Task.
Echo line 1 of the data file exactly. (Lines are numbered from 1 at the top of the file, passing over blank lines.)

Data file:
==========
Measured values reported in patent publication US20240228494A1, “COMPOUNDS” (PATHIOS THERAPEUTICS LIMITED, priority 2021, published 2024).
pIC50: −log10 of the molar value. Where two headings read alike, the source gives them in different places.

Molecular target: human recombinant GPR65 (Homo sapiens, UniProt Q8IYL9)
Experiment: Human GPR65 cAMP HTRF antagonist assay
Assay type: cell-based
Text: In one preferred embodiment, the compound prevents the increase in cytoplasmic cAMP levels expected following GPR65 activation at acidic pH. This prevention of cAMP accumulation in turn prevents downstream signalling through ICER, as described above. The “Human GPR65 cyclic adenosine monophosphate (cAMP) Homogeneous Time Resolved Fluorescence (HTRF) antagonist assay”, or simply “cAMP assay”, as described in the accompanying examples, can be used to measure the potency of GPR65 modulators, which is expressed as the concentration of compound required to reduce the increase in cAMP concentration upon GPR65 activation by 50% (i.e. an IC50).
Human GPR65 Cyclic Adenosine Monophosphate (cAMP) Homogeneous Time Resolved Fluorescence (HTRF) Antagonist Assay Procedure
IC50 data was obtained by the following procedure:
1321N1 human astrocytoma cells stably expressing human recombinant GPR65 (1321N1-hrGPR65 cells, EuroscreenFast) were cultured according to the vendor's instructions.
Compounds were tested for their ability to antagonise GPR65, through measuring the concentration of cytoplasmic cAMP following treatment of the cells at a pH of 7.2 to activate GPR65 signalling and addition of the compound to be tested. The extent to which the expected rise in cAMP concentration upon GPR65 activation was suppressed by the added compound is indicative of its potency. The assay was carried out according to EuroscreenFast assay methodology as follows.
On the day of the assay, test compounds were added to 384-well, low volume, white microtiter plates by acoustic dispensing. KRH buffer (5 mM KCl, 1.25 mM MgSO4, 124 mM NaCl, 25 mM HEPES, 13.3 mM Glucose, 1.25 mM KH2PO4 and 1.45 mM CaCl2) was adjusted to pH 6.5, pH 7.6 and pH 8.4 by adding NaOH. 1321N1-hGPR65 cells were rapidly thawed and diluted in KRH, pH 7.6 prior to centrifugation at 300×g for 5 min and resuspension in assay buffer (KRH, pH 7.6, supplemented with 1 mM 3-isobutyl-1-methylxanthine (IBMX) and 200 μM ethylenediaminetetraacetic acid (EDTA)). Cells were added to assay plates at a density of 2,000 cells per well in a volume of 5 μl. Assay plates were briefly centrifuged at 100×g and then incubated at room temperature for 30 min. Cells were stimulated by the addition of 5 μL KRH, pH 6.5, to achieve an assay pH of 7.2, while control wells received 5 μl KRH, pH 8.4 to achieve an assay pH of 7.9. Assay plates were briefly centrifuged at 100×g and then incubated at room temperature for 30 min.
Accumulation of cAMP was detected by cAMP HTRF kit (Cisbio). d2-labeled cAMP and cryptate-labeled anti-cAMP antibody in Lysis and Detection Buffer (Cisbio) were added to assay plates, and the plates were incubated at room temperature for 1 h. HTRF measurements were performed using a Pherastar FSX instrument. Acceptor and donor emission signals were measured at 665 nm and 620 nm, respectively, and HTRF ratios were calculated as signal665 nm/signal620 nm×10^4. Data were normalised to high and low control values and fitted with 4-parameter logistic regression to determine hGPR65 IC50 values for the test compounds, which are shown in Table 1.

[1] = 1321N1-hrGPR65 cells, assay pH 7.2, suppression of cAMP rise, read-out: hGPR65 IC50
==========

Measured values reported in patent publication US20240228494A1, “COMPOUNDS” (PATHIOS THERAPEUTICS LIMITED, priority 2021, published 2024).